Joseph Diaz Jr. coming off first defeat but more confident than ever ahead of Jesus Rojas bout
Joseph Diaz Jr. was supremely confident he would emerge world champion.
Sure, he was counted as a considerable underdog. After all, Gary Russell Jr, had long been one of the sport’s elite fighters, with his blend of power and uncanny hand speed.
None of that mattered to Diaz, who told anyone who would listen that he was walking out of Russell’s hometown with the WBC featherweight title.
The bout didn’t go according to plan. Diaz was no match for Russell, and he dropped a wide decision when they met in May. Now, Diaz has another opportunity to prove himself against a top-10 featherweight, albeit one who isn’t in the same class as Russell.
Diaz (26-1, 14 knockouts) faces Jesus Rojas on Saturday in Los Angeles (9 p.m. ET, Facebook Watch) for the WBA “regular” featherweight title (a belt The Ring doesn’t recognize), and the 2012 Olympian believes the loss only made him a better fighter.
“I’ve watched the tape about 100 times. I looked at all the mistakes I made,” said Diaz, The Ring’s No. 8 featherweight. “I saw that if I would have just been more aggressive, started off earlier and used my jab that the outcome would have been different. I would be world champion right now.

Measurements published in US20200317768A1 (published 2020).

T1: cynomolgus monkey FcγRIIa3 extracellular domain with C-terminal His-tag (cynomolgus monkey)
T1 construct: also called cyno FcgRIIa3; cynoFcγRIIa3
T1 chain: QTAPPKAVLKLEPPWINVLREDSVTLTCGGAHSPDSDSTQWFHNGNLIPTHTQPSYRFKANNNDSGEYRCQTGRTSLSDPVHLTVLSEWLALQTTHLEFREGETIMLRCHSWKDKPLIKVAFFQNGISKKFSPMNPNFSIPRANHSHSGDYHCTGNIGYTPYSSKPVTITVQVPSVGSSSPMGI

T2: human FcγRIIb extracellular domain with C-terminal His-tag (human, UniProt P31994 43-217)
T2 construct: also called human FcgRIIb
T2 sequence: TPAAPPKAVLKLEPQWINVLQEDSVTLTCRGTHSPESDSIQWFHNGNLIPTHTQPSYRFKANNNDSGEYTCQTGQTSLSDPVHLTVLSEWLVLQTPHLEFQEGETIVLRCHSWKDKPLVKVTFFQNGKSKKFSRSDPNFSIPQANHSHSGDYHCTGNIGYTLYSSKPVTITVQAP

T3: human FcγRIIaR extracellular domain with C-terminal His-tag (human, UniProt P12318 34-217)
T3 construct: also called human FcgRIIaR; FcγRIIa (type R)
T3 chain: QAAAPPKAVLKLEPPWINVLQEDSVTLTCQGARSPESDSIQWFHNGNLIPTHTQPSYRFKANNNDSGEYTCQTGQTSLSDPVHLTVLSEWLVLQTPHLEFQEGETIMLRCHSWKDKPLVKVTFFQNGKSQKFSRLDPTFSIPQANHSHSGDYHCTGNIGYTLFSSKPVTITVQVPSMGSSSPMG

“Things didn’t go as planned, but it was a lesson learned. I have the opportunity to fight for a world title again, and I can’t let this opportunity get past me. I’ve been training my butt off, and I’m going to walk away with the title around my waist.”
Rojas figures to present a style that Diaz will be better-suited to contend with. The 31-year-old Puerto Rican likes to plow forward and unload with shots to the body, just like Diaz. Their propensity for fighting on the inside figures to make for plenty of action, and that’s what Diaz likes.
He tried to break down Russell but he was a step too slow. And he had never faced a top-10 featherweight, nevermind a talent the likes of Russell. Rojas is rated No. 9 by The Ring and is coming off his career-best victory, a stoppage of Claudio Marrero in September.
Diaz is once again in tough, but with 12 championship rounds under his belt, the 25-year-old from Southern California figures to be better prepared for the spotlight and the adjustments necessary to win a big fight.
“I have a whole different mindset. … On August 11, I will become world champion,” Diaz said. “Jesus Rojas is a dangerous fighter. He’s coming off two great wins and stopped both of them. He constantly applies pressure and has great conditioning. He’s going to keep on coming forward.
“My father and I know what he’s capable of and what he’s going to do. We’re working on my conditioning so that I do not get tired and so that I can be very active, throw a lot of shots and engage when he engages. It’s going to be an action-packed fight.”